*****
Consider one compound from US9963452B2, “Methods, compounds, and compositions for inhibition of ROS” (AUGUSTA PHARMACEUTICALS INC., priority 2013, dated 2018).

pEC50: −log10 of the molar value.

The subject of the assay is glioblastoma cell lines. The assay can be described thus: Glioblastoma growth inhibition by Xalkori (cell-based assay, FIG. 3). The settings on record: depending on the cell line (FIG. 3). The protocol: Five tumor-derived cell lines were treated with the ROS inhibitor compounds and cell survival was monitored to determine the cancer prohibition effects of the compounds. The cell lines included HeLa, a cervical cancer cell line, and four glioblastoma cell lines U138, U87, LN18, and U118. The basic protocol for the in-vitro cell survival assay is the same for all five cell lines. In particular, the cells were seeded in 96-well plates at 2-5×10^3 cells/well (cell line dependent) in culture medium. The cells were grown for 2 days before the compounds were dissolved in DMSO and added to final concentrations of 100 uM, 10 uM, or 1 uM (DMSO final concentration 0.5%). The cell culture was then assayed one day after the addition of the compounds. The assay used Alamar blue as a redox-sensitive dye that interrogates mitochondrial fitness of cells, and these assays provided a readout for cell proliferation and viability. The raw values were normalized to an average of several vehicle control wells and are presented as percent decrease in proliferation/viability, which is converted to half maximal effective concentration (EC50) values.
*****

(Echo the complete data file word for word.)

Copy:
Consider one compound from US9963452B2, “Methods, compounds, and compositions for inhibition of ROS” (AUGUSTA PHARMACEUTICALS INC., priority 2013, dated 2018).

pEC50: −log10 of the molar value.

The subject of the assay is glioblastoma cell lines. The assay can be described thus: Glioblastoma growth inhibition by Xalkori (cell-based assay, FIG. 3). The settings on record: depending on the cell line (FIG. 3). The protocol: Five tumor-derived cell lines were treated with the ROS inhibitor compounds and cell survival was monitored to determine the cancer prohibition effects of the compounds. The cell lines included HeLa, a cervical cancer cell line, and four glioblastoma cell lines U138, U87, LN18, and U118. The basic protocol for the in-vitro cell survival assay is the same for all five cell lines. In particular, the cells were seeded in 96-well plates at 2-5×10^3 cells/well (cell line dependent) in culture medium. The cells were grown for 2 days before the compounds were dissolved in DMSO and added to final concentrations of 100 uM, 10 uM, or 1 uM (DMSO final concentration 0.5%). The cell culture was then assayed one day after the addition of the compounds. The assay used Alamar blue as a redox-sensitive dye that interrogates mitochondrial fitness of cells, and these assays provided a readout for cell proliferation and viability. The raw values were normalized to an average of several vehicle control wells and are presented as percent decrease in proliferation/viability, which is converted to half maximal effective concentration (EC50) values.